Influenza–like illness is at 7.30% statewide. This represents a decrease in the number of patients visiting their doctor with flu-like symptoms as compared to last week, although it is still above baseline ï Geographic spread** was reported as widespread to the Centers for Disease Control and Prevention (CDC) ï During the last three weeks, Influenza A, 2009 H1; Influenza A, H3; and Influenza B were identified. Although subtype H3 was reported, they were most likely H3N2. ï During Week 8 (February 17 – February 23), 55 influenza-like illness (ILI) outbreaks were reported
Tips on staying healthy through the flu season and into the new year.
Seniors and Caregivers are at a higher risk and two of the most likely groups to contract the flu this season. Due to the aging process, older adults have weaker immune systems and caregivers do as well because of chronic stress. The flu is a serious illness in older adults and may cause further complications, hospitalization even death. It has been reported that 71-85% of flu related deaths and 54-70% of related hospitalizations occurred in individuals 65 and older.
There are ways to decrease the chances of getting sick and reduce the severity of the illness if you do catch the flu. This flu season of 2018-2019, the CDC recommends a high dose flu shot or shots with adjuvant for seniors 65 and older. It is also recommended to get the flu shot by the end of October when flu season begins but getting the flu shot through January is being advised. It is better to get it late than not get it at all. It takes 2 weeks for the protective flu antibodies to build up in the body. Even if you do get sick, having the flu antibodies on board can result in a milder case. By getting the flu shot you reduce the risk of being hospitalized by 50%. Other ways to reduce your risk of contracting the flu is proper and frequent handwashing for at least 20 seconds, using hand sanitizer often, avoid touching eyes, nose and mouth, regularly disinfect your daily environment including your cell phones, computer, desktop phones, light switches, door knobs, especially kitchens, bathrooms, inside vehicles and work spaces. Staying away from people who are sick is a given but worth repeating. Exercising regularly boosts the immune system and could reduce your risk of catching a cold by a third. We all know how important it is to drink plenty of fluids to stay hydrated. Drinking extra water and hot tea also keeps the nasal passages moist and blocks germs before they can enter the body. Getting the proper amount of protein and vitamin C in your diet also helps keep your immune system in check.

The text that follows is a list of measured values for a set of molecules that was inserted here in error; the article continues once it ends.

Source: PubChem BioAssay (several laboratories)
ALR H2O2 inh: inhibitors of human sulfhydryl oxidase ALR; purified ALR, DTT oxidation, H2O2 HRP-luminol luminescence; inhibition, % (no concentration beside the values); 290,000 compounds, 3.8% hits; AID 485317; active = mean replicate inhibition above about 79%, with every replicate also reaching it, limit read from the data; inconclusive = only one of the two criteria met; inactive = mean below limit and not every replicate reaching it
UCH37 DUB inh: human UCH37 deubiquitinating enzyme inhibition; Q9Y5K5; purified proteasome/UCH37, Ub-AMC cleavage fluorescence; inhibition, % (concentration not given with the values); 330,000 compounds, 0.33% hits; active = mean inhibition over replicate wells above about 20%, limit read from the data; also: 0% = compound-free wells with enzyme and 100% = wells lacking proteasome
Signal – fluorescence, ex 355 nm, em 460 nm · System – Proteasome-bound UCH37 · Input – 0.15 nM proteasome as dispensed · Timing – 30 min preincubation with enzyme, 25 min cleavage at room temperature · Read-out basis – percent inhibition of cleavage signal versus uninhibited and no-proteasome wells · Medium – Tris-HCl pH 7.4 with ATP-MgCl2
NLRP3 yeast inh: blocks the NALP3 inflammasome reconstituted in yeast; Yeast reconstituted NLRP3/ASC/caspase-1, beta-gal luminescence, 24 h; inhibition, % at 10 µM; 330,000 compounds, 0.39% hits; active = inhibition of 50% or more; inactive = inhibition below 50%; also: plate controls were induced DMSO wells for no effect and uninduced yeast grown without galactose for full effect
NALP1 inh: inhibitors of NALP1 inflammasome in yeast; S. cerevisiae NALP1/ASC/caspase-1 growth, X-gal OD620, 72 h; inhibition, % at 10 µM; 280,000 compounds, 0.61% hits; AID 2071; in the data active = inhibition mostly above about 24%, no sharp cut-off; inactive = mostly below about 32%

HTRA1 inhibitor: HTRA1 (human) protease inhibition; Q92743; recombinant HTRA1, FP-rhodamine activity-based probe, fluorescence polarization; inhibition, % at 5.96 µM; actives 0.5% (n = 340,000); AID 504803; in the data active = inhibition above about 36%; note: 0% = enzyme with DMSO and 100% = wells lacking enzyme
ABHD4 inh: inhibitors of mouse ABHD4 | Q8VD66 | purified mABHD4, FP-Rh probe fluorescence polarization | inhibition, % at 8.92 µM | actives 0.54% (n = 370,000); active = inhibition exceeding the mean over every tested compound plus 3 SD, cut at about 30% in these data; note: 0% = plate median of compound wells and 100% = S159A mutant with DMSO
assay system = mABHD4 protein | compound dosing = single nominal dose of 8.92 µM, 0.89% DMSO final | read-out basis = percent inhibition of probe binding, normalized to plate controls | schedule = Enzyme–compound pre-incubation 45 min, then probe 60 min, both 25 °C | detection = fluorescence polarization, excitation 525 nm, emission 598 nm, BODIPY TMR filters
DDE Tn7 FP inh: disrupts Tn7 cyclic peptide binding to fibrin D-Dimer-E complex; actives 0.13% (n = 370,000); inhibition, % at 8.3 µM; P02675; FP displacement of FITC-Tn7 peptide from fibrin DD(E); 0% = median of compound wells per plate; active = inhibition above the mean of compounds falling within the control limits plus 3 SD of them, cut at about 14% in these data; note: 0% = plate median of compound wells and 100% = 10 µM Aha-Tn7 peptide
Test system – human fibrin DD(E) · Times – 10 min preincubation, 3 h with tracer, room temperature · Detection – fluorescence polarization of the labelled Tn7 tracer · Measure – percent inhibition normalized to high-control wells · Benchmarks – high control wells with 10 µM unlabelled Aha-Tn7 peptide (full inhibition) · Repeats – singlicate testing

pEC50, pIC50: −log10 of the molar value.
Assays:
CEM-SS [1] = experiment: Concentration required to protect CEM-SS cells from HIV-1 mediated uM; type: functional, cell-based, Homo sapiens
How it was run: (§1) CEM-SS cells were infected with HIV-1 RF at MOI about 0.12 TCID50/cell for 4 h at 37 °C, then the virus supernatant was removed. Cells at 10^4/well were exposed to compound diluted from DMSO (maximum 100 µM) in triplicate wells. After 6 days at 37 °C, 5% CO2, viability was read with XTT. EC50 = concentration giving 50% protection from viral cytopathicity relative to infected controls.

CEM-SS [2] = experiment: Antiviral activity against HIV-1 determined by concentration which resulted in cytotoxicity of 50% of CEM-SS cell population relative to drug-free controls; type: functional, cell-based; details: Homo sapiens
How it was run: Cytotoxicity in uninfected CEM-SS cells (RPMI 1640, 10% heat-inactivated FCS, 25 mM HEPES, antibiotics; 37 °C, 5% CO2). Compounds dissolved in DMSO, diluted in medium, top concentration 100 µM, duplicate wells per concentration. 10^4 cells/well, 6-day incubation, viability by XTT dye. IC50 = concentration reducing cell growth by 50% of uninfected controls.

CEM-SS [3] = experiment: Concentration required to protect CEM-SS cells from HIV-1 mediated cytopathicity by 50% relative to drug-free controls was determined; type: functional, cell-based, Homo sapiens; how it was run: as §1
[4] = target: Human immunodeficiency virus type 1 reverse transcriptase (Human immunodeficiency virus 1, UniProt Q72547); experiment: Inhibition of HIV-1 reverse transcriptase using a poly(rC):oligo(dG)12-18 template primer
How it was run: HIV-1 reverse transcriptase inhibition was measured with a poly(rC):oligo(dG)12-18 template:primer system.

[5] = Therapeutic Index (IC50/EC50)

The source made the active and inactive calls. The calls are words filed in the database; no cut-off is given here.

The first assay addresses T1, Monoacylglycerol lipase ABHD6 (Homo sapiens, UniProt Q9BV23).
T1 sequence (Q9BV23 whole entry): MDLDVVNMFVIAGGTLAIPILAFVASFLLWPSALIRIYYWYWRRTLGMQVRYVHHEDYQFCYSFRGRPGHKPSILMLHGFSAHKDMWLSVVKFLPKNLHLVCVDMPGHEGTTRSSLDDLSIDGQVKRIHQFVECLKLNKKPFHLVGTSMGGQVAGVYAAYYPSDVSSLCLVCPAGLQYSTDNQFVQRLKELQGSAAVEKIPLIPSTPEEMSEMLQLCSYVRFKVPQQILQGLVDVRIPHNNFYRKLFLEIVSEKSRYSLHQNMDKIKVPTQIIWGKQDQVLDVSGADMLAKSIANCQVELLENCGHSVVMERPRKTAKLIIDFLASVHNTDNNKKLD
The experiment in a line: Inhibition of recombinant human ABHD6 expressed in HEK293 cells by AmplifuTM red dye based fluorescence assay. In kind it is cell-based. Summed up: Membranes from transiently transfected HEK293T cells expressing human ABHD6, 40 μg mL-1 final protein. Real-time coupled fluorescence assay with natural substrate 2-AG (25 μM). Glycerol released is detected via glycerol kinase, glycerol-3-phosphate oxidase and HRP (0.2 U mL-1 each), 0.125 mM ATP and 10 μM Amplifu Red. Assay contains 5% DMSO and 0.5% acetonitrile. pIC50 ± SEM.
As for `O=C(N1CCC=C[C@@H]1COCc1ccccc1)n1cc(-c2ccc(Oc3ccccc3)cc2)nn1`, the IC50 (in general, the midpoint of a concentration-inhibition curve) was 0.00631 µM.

If you are one of the unfortunate ones who comes down with the flu this year, visit your physician at the first signs and symptoms. Taking an antiviral as soon as possible (within 2 days of getting sick) will lessen the severity of symptoms and help prevent serious complications, especially in older adults. If you are sick avoid passing it on to others because you could be contagious 5+ days from your first symptoms. Washing hands often, coughing/sneezing into a tissue, immediately discarding it and keeping your distance from others can help prevent spreading the illness. Drinking extra liquids helps to thin out mucous and congestion. Drinking chicken soup helps infection fighting white blood cells work more effectively. Using a humidifier can help soothe the throat and ease the coughing. Sleeping slightly elevated reduces inflammation and prevents mucous from pooling in the sinus cavities which could lead to a secondary infection. According to the ADPH, Alabama has seen significant Influenza activity as of 12-1-18. It is recommended by the CDC that everyone 6 months of age and older receive a yearly flu shot. The flu has hit Alabama hard again this year, but it is not too late to get your flu shot, an ounce of prevention is worth a pound of cure.